Microgrids of all shapes and sizes blossomed across the UK, as already proven models for their creation were refined and developed into templates which could be implemented quickly and economically.

As with commercial renewable installations, the obstacles of lengthy approvals and grid connectivity were overcome. Among the innovations, the adoption of contract-less peer-to-peer trading removed the need for commercial interactions.

The scale of localised grids now ranges from small communities to whole regions and local authorities.

The scale of localised grids now ranges from small communities to whole regions and local authorities. All use whatever generation sources are available in their area, including hydro, tidal and wave, for example, together with a range of storage solutions. Most local communities trade with the grid and many are capable of being wholly self-sufficient when needed.


The concept of ‘the electricity internet’ caught people’s imagination. Just as the net transformed communications from centrally controlled over narrow channels to an infinitely flexible platform that anyone could use, the idea of a plug-and-play grid gained traction rapidly.

But the electricity platform also needed stable base load. So new nuclear plants already in the pipeline continued to be rolled out, together with smaller modular reactors which were commissioned quickly. Some have been deployed as part of larger regional grids.

Offshore and onshore wind continued to expand, as did solar. Tidal barrages and lagoons, plus wave energy farms, geothermal boreholes and hydro are also playing their parts increasingly. Interconnects stretching from Norway to North Africa are further enabling us to play an active part in the expanding international market for green electricity.

Fossil-based gas is still with us, but it is the fuel of last resort.

Fossil-based gas is still with us, but it is the fuel of last resort, as the costs of renewables have continued to fall and storage provides most of our balancing and standby power.


The availability of low-cost green hydrogen, produced in volume when there is a surplus of renewable electricity, has driven its widespread adoption as part of our energy mix.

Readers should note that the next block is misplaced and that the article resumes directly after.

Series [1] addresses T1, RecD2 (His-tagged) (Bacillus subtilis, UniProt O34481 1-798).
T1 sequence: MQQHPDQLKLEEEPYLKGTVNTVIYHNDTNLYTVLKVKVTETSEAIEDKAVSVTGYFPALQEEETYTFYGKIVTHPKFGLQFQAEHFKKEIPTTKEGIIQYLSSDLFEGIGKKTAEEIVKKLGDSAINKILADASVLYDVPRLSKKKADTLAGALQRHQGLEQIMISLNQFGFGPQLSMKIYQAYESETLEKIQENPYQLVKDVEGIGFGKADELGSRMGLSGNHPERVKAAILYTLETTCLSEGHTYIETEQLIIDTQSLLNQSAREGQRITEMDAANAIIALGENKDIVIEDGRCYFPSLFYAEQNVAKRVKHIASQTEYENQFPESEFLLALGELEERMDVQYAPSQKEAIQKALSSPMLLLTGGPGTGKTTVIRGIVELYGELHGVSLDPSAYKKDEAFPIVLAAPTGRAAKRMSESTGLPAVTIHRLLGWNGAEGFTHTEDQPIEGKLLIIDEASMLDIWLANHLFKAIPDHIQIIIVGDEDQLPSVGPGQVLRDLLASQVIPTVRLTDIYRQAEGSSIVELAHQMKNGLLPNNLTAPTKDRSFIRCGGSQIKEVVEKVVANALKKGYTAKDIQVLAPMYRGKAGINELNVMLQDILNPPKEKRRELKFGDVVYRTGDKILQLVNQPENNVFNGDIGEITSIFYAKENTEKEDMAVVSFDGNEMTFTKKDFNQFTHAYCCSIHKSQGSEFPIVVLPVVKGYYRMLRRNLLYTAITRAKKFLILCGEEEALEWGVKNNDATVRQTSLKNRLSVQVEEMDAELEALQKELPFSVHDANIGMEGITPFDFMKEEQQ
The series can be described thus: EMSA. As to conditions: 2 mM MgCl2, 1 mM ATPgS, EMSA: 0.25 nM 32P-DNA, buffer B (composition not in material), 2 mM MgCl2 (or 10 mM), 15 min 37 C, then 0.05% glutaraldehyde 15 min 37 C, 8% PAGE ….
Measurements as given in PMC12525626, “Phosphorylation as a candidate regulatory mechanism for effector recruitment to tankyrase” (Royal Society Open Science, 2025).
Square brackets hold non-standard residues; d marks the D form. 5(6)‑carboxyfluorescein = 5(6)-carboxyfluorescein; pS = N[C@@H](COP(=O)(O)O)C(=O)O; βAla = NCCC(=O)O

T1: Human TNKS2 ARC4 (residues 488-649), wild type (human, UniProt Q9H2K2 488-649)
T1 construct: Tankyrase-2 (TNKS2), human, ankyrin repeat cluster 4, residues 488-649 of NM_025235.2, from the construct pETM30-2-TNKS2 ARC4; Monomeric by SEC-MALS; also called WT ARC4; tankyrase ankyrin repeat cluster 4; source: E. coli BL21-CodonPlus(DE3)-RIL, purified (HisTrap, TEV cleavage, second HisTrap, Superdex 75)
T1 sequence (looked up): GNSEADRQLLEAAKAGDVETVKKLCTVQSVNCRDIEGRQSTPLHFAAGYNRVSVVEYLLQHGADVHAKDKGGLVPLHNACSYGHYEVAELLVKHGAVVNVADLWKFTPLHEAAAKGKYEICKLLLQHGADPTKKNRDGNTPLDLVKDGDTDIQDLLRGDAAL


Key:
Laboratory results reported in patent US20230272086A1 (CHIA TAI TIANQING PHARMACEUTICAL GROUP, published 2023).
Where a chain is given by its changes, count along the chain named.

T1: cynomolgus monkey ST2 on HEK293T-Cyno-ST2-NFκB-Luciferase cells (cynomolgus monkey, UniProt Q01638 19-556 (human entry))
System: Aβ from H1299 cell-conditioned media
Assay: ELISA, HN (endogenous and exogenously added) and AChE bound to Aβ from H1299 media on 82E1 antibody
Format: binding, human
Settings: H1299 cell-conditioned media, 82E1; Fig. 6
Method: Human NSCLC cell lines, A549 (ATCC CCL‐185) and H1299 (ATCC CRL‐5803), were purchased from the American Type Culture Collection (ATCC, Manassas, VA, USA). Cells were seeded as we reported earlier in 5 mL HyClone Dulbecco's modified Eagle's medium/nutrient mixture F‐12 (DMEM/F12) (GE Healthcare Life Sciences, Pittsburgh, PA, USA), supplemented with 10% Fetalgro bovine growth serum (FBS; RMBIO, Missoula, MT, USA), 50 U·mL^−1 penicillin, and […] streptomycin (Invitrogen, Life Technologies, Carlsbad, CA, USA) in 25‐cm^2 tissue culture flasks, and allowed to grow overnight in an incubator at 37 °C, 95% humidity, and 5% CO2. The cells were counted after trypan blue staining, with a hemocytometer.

Hydrogen’s versatility as a means of storing and transporting energy has led to a multitude of uses: in fuel cells, a new generation of clean internal combustion engines and in addition to the remaining natural gas network.

Above all, green hydrogen from surplus renewable plants maximises their effectiveness and delivers valuable returns for investors.


The massive increase in our capacity to store and release electricity on demand has proved key for integrating intermittent renewables and balancing the grid. The old argument that ‘renewables don’t work when there’s no wind or sun’ has faded into history.

Storage is now deployed at every point on the grid, from industrial super-sites to part of local microgrids, to domestic houses.

Incremental improvements in battery technology over the decade have made them more affordable, more energy dense, longer lasting, and all with faster charging and discharge rates. They are increasingly deployed at every point on the grid, from industrial super-sites to parts of local microgrids, to domestic houses.

The 12 million (and rising) electric vehicles on UK roads are also an integral part of our electricity infrastructure. The great majority are connected to their suppliers via truly smart meters, providing a vast, interactive electricity storage resource and enabling the intelligent deployment of automatic time-of-use pricing and demand side management.

Batteries have not proved the only storage solution. Pumped water, phase-change materials and heat stores are all playing their part.